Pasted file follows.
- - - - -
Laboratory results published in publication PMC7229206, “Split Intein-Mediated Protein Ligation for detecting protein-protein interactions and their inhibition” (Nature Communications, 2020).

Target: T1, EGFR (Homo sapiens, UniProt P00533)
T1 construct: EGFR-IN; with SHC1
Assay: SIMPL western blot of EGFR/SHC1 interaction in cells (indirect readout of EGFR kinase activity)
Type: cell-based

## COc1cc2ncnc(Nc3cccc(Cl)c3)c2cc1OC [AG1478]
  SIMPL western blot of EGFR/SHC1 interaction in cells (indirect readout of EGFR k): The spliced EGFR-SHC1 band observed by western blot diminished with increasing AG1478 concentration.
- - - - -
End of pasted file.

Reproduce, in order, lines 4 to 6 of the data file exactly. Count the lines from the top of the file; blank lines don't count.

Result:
Assay: SIMPL western blot of EGFR/SHC1 interaction in cells (indirect readout of EGFR kinase activity)
Type: cell-based

## COc1cc2ncnc(Nc3cccc(Cl)c3)c2cc1OC [AG1478]